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In the exposition the author starts with Whitney and Rainsford talking on a yacht about, '''Don't talk rot Whitney,' said Rainsford. ' You're a big-game hunter,not a philosopher. Who cares how a jaguar feels?''' (Connell 60). Rainsford's feelings change as the story goes on.
In the inciting incident the authors states, ''He struggled up to the surface and tried to cry out, but the wash from the speeding yacht slapped him in the face, and the salt water in his open mouth made him gag and strangle'' (Connell 63).
In the rising action the author claims, ''Throwing off his sack of food, Rainsford took his knife from its sheath and began to work[...] He did not have to wait for long. The cat was coming again to play with the mouse. Following the trail with the sureness of a bloodhound came General Zaroff[...] His foot touched the protruding bough that was the trigger[...] the dead tree[...] crashed down and struck the general a glancing blow on the shoulder....'' (Connell 76-77).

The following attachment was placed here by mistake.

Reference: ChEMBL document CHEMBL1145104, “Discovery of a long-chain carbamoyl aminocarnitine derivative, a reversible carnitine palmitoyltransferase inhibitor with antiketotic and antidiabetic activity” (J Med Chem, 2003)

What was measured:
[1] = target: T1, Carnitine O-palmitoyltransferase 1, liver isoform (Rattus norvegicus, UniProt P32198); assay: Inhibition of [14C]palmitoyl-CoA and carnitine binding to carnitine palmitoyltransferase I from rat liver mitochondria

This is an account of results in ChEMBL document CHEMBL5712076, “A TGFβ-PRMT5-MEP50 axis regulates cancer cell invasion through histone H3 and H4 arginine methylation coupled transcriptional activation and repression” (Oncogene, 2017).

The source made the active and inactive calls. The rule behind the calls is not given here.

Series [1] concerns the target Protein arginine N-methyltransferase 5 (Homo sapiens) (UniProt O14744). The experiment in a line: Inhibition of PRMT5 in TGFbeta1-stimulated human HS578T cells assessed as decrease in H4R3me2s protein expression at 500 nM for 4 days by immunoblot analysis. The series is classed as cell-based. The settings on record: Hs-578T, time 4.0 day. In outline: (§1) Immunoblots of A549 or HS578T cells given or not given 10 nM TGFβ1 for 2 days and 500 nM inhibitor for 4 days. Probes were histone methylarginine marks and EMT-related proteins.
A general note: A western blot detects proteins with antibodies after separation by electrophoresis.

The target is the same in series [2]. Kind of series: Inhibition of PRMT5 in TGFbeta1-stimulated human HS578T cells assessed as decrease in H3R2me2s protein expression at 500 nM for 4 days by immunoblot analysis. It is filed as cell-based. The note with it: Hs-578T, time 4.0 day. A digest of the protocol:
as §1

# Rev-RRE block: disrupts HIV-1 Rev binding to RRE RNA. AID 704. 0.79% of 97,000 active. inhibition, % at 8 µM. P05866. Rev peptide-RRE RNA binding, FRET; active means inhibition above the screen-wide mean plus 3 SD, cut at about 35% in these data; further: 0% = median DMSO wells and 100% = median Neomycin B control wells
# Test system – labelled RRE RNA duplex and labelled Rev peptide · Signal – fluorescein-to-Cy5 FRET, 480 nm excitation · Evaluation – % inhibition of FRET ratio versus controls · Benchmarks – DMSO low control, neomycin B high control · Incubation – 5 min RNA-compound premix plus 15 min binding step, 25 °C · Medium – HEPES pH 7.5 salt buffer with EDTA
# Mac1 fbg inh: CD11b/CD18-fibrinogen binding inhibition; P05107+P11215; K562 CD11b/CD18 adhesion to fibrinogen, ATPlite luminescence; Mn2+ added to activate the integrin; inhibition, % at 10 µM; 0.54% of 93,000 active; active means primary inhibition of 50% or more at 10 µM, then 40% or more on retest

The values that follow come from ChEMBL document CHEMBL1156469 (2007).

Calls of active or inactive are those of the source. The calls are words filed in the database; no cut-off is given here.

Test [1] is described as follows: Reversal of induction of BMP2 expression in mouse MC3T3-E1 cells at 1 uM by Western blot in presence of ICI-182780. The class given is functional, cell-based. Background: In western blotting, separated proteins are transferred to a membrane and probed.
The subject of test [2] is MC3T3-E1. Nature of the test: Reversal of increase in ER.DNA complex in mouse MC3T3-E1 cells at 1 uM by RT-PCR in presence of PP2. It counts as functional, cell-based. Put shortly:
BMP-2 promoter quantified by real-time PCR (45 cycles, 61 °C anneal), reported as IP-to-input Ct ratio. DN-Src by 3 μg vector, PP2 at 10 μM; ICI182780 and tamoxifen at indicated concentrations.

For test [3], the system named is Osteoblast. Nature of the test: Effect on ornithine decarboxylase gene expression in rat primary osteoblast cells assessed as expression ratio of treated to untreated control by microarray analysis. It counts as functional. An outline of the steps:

In the climax of the story the author adds, ''Across a cove he could see the gloomy gray stone of the chateau. Twenty feet below him the sea rumbled[...] Rainsford hasitated[...] he heard the hounds. Then he leaped far out into the sea....'' (Connell 80).
In the falling action the author states, ''When the general and his pack reached the place by the sea, the Cossack stopped[...] General Zaroff had an exceedingly good dinner[...] Two slight annoyances kept him from perfect enjoyment. One was the thought that it would be difficult to replace Ivan; the other was that his quarry had escaped him'' (Connell 80).
In the resolution the author concludes, ''A man, who had been hiding in the curtains of the bed, was standing there. 'Rainsford!' screamed the general. 'How in God's name did you get here?'[...] The general sucked in his breath and smiled. 'I congratulate you,' he said. 'You have won the game.'' (Connell 80).
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